Ukrainian protest leader accuses Russian agents in kidnapping
KIEV, Ukraine — A Ukrainian protest leader who vanished for a week and then emerged from a forest late last month saying he had been “crucified” gave his first full account of his ordeal on Thursday.
The activist, Dmytro Bulatov, appeared with a Lithuanian doctor to rebut government claims that he had suffered only “a scratch” and to accuse Russian secret service agents and a friend of President Vladimir V. Putin of Russia of having a possible hand in his kidnapping and torture.
The suggestion of a Russian role came as a Kremlin adviser, in a scathing attack, accused the U.S. of funding and arming protesters in Kiev, the Ukrainian capital, and as the U.S. assistant secretary of state for European and Eurasian affairs, Victoria Nuland, arrived in Ukraine to meet with the government and the opposition.
Urging the Ukrainian authorities to crush what he described as an attempted coup by U.S.-armed “rebels,” the Kremlin adviser, Sergei Glazyev, said in an interview published Thursday that the U.S. was “unilaterally and crudely interfering in Ukraine’s internal affairs” in violation of a 1994 agreement.
This, he said, gave Russia the legal right to intervene in the crisis. He did not specify what form any such intervention might take.
—Andrew Higgins, The New York Times
Google settles an antitrust case in Europe, but critics remain
Google has agreed to a settlement with European competition regulators that leaves the company with a few bruises, yet victorious overall — and would end half a decade of wrangles with antitrust authorities across the globe.
Under the settlement, which awaits formal approval by the European Commission, Google agreed to the harshest penalties it has yet received in an antitrust inquiry anywhere.
But it escaped a fine and a finding of wrongdoing. And it protected its crown jewel — its secret algorithm — from oversight by regulators, and avoided a court battle or potential consequences like a $5 billion fine or a ruling to make major changes to its company structure or its products.
The changes Google agreed to did little to satisfy the competitors whose formal complaints prompted the inquiry by European antitrust regulators. The investigation focused on whether Google abused its dominant position in the European search market, where it has about 90 percent market share, versus two-thirds in the United States.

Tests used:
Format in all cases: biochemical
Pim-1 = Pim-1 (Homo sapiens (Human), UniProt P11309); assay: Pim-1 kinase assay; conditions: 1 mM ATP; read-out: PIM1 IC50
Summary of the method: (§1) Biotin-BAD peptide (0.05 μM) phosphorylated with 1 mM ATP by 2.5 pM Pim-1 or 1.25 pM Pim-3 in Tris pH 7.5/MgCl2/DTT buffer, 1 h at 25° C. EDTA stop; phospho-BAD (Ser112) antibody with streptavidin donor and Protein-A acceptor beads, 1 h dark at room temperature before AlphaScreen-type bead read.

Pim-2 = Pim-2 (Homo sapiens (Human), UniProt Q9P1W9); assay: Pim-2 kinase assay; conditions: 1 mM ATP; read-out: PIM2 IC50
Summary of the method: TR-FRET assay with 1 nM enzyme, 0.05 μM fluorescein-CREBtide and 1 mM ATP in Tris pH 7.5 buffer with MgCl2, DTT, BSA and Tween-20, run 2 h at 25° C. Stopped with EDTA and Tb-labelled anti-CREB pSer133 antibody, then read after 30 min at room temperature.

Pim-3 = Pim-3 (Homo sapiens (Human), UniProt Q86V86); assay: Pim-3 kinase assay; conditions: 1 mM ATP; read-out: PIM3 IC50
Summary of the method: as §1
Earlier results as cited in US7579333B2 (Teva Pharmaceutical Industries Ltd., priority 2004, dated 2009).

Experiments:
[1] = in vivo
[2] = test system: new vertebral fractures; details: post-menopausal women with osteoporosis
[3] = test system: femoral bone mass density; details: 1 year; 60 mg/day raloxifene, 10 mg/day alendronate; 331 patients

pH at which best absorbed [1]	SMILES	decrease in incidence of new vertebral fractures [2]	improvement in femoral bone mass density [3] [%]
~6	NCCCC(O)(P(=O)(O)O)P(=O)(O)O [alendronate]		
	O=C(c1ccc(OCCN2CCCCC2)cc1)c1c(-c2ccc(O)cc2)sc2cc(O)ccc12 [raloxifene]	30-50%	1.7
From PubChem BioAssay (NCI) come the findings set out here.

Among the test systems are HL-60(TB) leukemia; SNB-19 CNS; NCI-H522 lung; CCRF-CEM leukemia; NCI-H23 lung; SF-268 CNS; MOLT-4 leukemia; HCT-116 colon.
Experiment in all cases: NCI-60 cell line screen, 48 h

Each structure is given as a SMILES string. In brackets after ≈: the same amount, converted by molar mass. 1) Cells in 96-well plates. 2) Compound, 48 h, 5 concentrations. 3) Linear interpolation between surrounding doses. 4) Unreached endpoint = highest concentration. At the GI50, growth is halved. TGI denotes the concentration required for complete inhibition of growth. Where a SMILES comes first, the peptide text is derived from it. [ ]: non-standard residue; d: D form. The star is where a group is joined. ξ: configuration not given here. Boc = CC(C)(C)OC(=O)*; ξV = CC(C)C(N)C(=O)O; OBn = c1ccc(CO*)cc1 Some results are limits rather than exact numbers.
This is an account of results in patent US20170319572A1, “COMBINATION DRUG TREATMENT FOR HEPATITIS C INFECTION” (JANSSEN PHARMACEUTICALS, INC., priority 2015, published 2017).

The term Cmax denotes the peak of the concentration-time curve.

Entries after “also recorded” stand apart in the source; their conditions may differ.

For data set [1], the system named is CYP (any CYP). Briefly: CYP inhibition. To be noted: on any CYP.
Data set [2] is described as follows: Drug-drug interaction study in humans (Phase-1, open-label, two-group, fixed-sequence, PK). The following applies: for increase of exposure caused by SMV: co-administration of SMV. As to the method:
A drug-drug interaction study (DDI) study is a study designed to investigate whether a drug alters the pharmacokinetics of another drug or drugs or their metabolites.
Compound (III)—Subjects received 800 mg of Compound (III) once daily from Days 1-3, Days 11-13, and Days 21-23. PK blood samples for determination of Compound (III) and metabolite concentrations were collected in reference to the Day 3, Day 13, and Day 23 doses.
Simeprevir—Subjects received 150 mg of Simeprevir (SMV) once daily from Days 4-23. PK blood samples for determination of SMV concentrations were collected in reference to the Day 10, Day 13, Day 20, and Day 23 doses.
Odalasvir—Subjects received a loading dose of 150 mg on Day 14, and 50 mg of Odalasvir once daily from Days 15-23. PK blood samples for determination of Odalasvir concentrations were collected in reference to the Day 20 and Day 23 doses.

“The basic pronouncement is, Google’s not an illegal business,” said Tim Wu, a professor of antitrust law at Columbia who worked on the U.S. Federal Trade Commission’s antitrust case against Google, which ended with a finding that Google had not violated antitrust law. “Their main business goes full speed ahead. Obviously what some of Google’s competitors would have liked was much more aggressive.”
The deal’s limited scope, however, did not stop Joaquín Almunia, the European Union’s competition commissioner, from hailing it as a major success.
“No other antitrust body has secured such concessions from Google,” Almunia told reporters on Wednesday. ‘The agreement is far-reaching and creates a level playing field across Europe.“
The decision would force Google to give its rivals more prominence in specialized search results, like those for shopping, travel and local business reviews. Most noticeably, Google said it would display results from at least three competitors each time it shows its own results for specialized searches related to things like shopping, restaurants and travel. In some cases, competitors will pay when people click on these results.
—Claire Cain Miller and Mark Scott, The New York Times